Tracing Holy Week: Friday, With a Timestamp

Here are the Bible passages for this moment in history: Matthew 27.1-2; Mark 15.1; Luke 22.66-23.1; and then Matthew 27.3-10; and then Matthew 27.11-14; Mark 15.2-5; Luke 23.2-7; John 18.28-40; and then Luke 23.8-12; and then  Matthew 27.15-26; Mark 15.6-15; Luke 23.13-25; John 19.1-16a; and then Matthew 27.27-56; Mark 15.16-41; Luke 23.26-49; John 19.16b-37; and finally John 19.38-42; Matthew 27.57-61; Mark 15.42-47; Luke 23.50-56. You can read all of the Holy Week portions of the Bible in this document, Tracing Holy Week Through Scripture.

Jesus dies at 3:00pm. As if on schedule. 

What a strange figure for the Holy Spirit to include in Scripture. When studying the Old Testament it is terribly frustrating to have so few dates and times. When did Noah begin ark construction? When was the flood of floods? When was Abraham called? When was the Exodus? When was the last day of the Conquest? When did the final judge or deliverer die? And, while we’re on the topic, a date for Creation would be a remarkably handy figure to have a record for. Placing that moment on a timeline would surely be just the catalyst to bring scientifically-minded skeptics into the faith. Right?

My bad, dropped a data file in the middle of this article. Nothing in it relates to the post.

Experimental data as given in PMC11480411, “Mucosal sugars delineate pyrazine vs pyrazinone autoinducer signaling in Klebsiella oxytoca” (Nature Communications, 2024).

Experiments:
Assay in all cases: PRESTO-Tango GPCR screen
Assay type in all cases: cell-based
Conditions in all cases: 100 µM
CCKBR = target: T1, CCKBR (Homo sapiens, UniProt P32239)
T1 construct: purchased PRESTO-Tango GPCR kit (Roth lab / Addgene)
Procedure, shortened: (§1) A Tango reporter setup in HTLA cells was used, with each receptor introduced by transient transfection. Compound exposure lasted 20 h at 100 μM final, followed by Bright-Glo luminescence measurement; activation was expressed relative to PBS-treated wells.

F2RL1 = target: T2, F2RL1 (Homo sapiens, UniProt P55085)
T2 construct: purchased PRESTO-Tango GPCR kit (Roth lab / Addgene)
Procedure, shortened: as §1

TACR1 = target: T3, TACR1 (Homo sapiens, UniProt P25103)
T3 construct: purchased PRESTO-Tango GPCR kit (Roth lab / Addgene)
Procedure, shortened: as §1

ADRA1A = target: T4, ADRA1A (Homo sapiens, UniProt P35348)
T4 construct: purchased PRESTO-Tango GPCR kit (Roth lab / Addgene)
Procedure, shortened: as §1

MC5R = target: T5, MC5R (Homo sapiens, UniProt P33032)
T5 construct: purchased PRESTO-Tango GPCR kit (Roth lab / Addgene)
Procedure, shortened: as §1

We don’t have a lot of specific chronological moments in the Bible. We have enough, for sure. The Holy Spirit has not left us lacking. But at the ninth hour Jesus cried out His last sentence in His pre-glorification body. At 3:00. Or maybe 3:01 is closer to the actual moment, allowing time to utter that final sentence under the strain of a lethargic diaphragm, blood-encrusted skin, and parched throat. Maybe 3:02.

In an era in which every event is timestamped, we should pay special attention to the fact that the time of the death of Jesus makes Him worthy of our attention. He is the Word made flesh who entered space and time, and His death has a timestamp that is recorded forever, archived, accessible, confirmed. And this archival data is more than, but certainly not less than, other archival data. The timestamp means that He cannot be locked into the past. The data was recorded. Look, the data is right here. And He is right here, too.

Join us this evening, 7:00pm to 8:00pm, for our Good Friday service. Details.

RELATED POSTS